In deciding the question of probable cause, the fact sworn to b} the brother-in-law of the plaintiff, that he went to the sale to surrender himself, and the fact of his having only 75 cts. when arrested, and his good general character, which, it was not proven, was known to the defendant at the time he took out the State’s warrant, ought not to have been taken into consideration by his Honor. The defendant is only to be fixed with a want of probable cause, by what he knows, when he commences the prosecution ; although he is allowed to protect himself by any facts, which he is able afterwards to prove, •which show the plaintiff to be guilty, or which tend to show it. This is fully discussed in Bell v. Pearcy, 5 Ire. 84.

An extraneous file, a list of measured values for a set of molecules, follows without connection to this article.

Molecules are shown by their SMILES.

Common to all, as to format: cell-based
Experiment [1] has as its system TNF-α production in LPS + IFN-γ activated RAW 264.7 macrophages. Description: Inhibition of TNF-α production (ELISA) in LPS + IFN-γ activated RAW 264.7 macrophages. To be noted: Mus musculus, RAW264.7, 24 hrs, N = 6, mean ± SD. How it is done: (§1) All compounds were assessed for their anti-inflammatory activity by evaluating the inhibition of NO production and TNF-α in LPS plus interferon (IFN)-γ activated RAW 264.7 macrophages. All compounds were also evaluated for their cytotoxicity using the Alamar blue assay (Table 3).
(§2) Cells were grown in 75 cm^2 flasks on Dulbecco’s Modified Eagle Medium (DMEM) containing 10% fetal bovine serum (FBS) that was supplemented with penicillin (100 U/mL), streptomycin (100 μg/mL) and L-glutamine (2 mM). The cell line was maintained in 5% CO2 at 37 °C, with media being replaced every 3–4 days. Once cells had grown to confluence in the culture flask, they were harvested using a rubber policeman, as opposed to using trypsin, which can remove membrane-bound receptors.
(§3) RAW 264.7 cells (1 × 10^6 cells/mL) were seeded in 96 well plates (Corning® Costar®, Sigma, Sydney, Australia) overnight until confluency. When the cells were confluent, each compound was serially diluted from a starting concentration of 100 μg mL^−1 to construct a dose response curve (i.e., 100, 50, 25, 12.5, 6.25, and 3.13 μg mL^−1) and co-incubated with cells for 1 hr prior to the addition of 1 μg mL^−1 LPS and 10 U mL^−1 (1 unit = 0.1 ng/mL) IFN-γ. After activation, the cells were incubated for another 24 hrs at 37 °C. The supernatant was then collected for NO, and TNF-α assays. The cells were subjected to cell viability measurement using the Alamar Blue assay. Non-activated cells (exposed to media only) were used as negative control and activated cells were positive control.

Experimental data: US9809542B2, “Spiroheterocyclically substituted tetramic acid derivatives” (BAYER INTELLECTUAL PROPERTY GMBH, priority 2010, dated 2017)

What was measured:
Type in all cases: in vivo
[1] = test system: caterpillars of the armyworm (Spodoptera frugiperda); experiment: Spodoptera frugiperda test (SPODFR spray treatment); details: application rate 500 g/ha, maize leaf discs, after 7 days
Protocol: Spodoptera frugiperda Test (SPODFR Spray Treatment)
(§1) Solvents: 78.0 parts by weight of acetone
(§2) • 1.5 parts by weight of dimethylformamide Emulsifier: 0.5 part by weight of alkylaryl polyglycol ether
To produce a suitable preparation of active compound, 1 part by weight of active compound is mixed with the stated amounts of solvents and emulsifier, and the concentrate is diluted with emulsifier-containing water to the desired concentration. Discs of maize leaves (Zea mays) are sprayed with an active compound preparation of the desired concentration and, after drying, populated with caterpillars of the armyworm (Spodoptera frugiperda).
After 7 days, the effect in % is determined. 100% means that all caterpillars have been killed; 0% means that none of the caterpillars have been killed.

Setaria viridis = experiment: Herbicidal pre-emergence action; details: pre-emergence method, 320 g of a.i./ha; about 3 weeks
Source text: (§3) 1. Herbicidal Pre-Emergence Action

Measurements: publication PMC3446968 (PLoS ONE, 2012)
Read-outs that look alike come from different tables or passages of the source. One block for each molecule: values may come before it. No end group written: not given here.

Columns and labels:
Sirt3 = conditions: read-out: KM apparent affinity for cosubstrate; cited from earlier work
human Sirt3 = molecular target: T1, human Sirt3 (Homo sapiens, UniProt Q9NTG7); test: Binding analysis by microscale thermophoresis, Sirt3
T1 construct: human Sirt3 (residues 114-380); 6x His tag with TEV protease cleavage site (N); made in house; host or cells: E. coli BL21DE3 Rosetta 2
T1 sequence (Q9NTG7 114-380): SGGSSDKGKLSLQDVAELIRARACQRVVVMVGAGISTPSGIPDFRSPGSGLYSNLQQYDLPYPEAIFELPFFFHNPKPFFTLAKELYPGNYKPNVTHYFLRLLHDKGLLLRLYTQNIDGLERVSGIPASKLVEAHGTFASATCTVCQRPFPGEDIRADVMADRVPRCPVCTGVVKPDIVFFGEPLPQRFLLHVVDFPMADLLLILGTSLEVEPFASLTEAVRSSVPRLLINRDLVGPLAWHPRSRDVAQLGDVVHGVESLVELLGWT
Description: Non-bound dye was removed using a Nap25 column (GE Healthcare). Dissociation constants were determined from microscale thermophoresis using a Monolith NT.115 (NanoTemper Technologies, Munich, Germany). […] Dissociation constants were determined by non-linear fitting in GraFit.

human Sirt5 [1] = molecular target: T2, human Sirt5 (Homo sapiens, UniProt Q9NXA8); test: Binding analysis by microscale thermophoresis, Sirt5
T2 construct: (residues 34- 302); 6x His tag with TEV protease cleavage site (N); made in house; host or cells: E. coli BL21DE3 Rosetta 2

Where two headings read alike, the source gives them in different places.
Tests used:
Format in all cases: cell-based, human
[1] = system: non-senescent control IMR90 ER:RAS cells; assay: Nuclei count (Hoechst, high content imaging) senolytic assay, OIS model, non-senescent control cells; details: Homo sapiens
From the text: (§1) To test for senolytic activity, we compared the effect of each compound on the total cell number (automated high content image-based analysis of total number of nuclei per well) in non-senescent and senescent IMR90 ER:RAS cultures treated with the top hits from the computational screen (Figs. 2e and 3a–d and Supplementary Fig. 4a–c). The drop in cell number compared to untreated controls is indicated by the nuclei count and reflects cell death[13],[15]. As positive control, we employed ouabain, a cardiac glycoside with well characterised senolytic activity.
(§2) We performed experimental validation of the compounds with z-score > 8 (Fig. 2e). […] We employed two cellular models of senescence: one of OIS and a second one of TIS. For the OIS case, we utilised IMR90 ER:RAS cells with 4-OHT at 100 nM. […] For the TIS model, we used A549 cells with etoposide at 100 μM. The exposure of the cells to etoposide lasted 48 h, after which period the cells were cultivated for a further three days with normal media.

*292His Honor also erred in telling the jury, “’that the only question for them was the amount of damage.”

The gist of the action is a want of probable cause, and malice.

The dismissal of the State’s warrant raised a presump, tion of the want of probable cause, but it did not also raise a presumption of malice ; for, the question of malice was not enquired of by the justice of the peace. Iiis investigation was confined to the enquiry, as to the existence of probable cause. How could his decision affect the question of malice ?

Malice may, in some cases, be inferred from the want of probable cause, but the law makes no such presumption. It is a mere inference of fact, which the jury may or may not make ; and it should have been left to them, in addition to the question of 'damage.


Judgment set aside and a venire de nova awarded.